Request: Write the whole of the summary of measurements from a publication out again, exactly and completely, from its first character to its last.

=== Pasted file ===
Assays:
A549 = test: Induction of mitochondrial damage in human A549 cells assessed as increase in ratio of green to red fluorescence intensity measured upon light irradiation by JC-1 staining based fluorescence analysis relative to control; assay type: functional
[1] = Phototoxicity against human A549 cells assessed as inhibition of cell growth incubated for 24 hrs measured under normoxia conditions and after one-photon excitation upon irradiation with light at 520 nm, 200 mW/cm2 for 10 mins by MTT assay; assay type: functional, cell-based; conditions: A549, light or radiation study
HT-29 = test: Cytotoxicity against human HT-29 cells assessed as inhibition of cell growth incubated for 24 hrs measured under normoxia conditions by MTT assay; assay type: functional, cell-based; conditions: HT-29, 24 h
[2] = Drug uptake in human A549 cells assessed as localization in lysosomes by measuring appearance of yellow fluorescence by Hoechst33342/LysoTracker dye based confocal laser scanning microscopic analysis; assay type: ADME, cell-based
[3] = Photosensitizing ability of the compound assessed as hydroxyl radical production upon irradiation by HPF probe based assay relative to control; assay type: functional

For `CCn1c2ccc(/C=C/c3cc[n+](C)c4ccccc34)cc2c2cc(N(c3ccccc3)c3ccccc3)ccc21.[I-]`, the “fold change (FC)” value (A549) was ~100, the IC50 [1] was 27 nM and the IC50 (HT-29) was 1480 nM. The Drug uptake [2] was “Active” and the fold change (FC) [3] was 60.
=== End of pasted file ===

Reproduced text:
Assays:
A549 = test: Induction of mitochondrial damage in human A549 cells assessed as increase in ratio of green to red fluorescence intensity measured upon light irradiation by JC-1 staining based fluorescence analysis relative to control; assay type: functional
[1] = Phototoxicity against human A549 cells assessed as inhibition of cell growth incubated for 24 hrs measured under normoxia conditions and after one-photon excitation upon irradiation with light at 520 nm, 200 mW/cm2 for 10 mins by MTT assay; assay type: functional, cell-based; conditions: A549, light or radiation study
HT-29 = test: Cytotoxicity against human HT-29 cells assessed as inhibition of cell growth incubated for 24 hrs measured under normoxia conditions by MTT assay; assay type: functional, cell-based; conditions: HT-29, 24 h
[2] = Drug uptake in human A549 cells assessed as localization in lysosomes by measuring appearance of yellow fluorescence by Hoechst33342/LysoTracker dye based confocal laser scanning microscopic analysis; assay type: ADME, cell-based
[3] = Photosensitizing ability of the compound assessed as hydroxyl radical production upon irradiation by HPF probe based assay relative to control; assay type: functional

For `CCn1c2ccc(/C=C/c3cc[n+](C)c4ccccc34)cc2c2cc(N(c3ccccc3)c3ccccc3)ccc21.[I-]`, the “fold change (FC)” value (A549) was ~100, the IC50 [1] was 27 nM and the IC50 (HT-29) was 1480 nM. The Drug uptake [2] was “Active” and the fold change (FC) [3] was 60.